Band of Horses: A Sort of Homecoming The critically acclaimed rock group Band of Horses has roots in South Carolina. But the band formed, made its name and recorded its first CD in Seattle. Now its members are back in the Palmetto State, and back with a new album called Cease to Begin.
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Band of Horses: A Sort of Homecoming

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Band of Horses: A Sort of Homecoming

Band of Horses: A Sort of Homecoming

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Two friends played Little League Baseball together in South Carolina, and then they grew up to play music together.

(Soundbite of song, "The General Specific")

Mr. BEN BRIDWELL (Lead Singer, Band of Horses): (Singing) If you try, I'll make it really getting me killed. He had a (unintelligible) coat I didn't even see you're seeing another one. The heartache in me, is it all?

INSKEEP: That's the group called Band of Horses. Their new album is called "Cease to Begin."

(Soundbite of song, "Unidentified")

Mr. BRIDWELL: (Singing) …do you (unintelligible), you're going back to the south.

INSKEEP: If you get your music through iTunes, theirs is among the music most downloaded. Rolling Stones' latest issue names them the hot band.

Today, Band of Horses is the subject of MORNING EDITION's latest music moment.

The group's members include two guys from Irmo, South Carolina, population 12,000. It's home of the Okra Strut Festival, and for a time, home to certain pair of high school dropouts, Ryan Monroe and Ben Bridwell.

Mr. BRIDWELL: I dropped out of high school and I didn't - it didn't, like, I was going to do anything normal, I guess. Same with Ryan, I would imagine that you graduated, right?

Mr. RYAN MONROE (Member, Band of Horses): Not from high school, no.

(Soundbite of laughter)

Mr. MONROE (Member, Band of Horses): But, from the 11th grade, yes, I did. And thank you for asking.

(Soundbite of laughter)

INSKEEP: And you, Ben, also dropped out?

Mr. BRIDWELL: I dropped out in my second ninth-grade year.

INSKEEP: You second ninth-grade year.

Mr. BRIDWELL: Yes, sir.

INSKEEP: Were you playing music at that time?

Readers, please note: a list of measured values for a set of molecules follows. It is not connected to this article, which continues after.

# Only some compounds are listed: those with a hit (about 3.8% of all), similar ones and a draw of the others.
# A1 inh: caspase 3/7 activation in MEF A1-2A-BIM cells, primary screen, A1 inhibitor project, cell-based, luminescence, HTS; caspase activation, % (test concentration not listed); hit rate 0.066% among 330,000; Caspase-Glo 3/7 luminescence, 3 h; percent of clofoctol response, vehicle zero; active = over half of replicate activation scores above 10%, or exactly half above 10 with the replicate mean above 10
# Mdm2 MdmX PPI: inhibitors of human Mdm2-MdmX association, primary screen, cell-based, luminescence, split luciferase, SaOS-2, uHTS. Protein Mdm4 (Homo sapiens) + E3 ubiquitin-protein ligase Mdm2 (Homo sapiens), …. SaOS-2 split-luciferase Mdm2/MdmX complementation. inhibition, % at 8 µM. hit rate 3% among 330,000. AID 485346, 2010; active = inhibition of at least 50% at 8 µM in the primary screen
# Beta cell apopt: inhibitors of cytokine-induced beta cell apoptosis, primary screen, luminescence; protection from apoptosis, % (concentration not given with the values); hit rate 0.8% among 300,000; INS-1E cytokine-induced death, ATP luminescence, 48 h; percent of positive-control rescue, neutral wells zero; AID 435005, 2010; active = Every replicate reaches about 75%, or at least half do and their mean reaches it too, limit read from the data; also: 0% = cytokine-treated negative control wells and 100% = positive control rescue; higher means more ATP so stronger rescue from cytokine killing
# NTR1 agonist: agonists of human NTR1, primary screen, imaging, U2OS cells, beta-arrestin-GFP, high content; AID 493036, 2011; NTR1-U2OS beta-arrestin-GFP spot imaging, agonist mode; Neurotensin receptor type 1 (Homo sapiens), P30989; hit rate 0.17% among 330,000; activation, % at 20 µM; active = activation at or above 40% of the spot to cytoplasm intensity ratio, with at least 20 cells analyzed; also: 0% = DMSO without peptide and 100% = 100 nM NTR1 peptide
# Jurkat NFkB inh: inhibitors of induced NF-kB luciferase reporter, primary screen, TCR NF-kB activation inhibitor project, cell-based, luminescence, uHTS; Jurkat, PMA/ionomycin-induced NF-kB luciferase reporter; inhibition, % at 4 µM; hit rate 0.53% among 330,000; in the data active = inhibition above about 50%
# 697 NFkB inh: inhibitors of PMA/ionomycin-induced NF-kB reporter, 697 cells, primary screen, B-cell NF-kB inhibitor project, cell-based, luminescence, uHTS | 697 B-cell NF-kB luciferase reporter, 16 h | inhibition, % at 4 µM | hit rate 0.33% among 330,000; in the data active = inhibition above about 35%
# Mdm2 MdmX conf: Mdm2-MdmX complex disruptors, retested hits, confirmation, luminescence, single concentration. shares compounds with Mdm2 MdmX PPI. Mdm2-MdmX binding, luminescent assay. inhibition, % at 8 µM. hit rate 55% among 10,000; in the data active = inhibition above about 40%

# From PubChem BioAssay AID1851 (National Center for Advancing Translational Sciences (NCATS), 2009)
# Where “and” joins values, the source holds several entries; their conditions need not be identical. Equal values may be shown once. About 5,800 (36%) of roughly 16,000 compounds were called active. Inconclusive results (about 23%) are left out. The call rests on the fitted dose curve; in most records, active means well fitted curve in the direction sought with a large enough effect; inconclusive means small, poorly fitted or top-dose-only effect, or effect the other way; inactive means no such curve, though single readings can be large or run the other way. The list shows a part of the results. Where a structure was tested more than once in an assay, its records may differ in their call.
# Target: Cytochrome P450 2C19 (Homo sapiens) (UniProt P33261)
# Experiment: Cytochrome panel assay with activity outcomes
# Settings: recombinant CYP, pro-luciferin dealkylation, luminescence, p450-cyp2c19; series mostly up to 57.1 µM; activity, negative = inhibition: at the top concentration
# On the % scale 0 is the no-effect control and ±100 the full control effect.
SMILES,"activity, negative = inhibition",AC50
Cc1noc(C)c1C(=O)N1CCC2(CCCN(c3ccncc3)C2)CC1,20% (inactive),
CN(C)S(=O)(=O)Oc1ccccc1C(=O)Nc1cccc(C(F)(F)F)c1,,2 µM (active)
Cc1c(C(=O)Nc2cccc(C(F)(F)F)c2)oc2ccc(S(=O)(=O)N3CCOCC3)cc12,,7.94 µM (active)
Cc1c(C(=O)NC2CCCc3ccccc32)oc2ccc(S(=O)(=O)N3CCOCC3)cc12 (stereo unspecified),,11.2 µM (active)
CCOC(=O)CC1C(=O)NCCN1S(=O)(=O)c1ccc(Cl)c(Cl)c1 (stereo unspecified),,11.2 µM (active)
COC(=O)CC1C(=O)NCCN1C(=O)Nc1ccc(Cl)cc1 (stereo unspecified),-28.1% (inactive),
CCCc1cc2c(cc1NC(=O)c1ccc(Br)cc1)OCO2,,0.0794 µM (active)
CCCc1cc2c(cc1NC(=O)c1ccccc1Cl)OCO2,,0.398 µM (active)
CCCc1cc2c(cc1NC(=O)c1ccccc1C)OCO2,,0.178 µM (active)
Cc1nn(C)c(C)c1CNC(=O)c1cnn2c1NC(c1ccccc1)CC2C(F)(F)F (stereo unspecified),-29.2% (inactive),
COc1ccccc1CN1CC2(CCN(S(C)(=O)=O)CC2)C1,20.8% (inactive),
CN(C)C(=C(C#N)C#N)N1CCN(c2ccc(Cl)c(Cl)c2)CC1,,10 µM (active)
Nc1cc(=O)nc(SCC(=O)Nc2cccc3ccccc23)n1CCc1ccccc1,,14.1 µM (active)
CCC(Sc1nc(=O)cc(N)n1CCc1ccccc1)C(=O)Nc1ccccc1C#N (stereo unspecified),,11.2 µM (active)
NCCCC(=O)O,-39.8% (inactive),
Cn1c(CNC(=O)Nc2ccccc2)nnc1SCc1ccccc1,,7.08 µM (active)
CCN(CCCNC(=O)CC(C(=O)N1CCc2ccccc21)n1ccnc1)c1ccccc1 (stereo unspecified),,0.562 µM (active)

Mr. BRIDWELL: I was not. No, I had no idea how to play any music. I was…

INSKEEP: Because I was waiting if you had a redeeming story if we found out that you were burning to play music and that's where you went secretly to go play while you couldn't…

Mr. BRIDWELL: No, I was like staring at Led Zeppelin black light posters, which means (unintelligible).

INSKEEP: Is there any - if there any a little bit of music that has come out of your academic experience?

Mr. MONROE: oh, absolutely. There's a little number called "Weed Party" that reminds me of being a kid - driving around, not going to school and listening to music with the windows rolled down.

(Soundbite of song, "Weed Party")

Mr. BRIDWELL: (Singing) It's a good day to skip because the party's gonna call, call.

INSKEEP: And then made your first album here, didn't it?

Mr. BRIDWELL: It sure did. It didn't look like it was going through. The producer hated it so much like I brought him those lyrics. And man, that, producer could have been more than happy with that song.

INSKEEP: What's the lyric that the producer especially despised?

Mr. BRIDWELL: I think anyone with the word weed in it.

(Soundbite of song, "Weed Party")

Mr. BRIDWELL: (Singing) Anytime the party's gonna call, call.

INSKEEP: A lack of schooling and even a lack of musical training did not, in the end, stop Band of Horses. The future members of the band moved to Seattle. They worked in restaurants. They learned their instruments. And they say, they gradually did well enough to win some acceptance from their parents who were once dismayed by their sons who dropped out of school.

Mr. MONROE: I think we eventually did. Just like last week we see eye to eye now on the whole subject.

Mr. BRIDWELL: Oh really.

(Soundbite of laughter)

Mr. BRIDWELL: Nice. Now, that you're 30 or whatever.

Mr. MONROE: Now, I'm 30. Yeah.

(Soundbite of laughter)

Mr. MONROE: I just turned 30 last week.

INSKEEP: There's plenty of time to talk about it now. After years in Seattle, the founders of the group have moved closer to their families back home to South Carolina, which is their basis - their latest album "Cease to Begin" captures attention.

(Soundbite of song, "Marry Song")

Mr. BRIDWELL: (Singing) I'll marry my lover in a place to admire. I don't have to ask her I can look in her eyes and thank God that I am forgiven.

INSKEEP: The group is Band of Horses. They perform several of their new songs for us in their entirety at

(Soundbite of song, "Marry Song")

Mr. BRIDWELL: (Singing) Be it true or are they forgotten.


From NPR News, this is MORNING EDITION.

INSKEEP: I'm Steve Inskeep.

AMOS: And I'm Deborah Amos.

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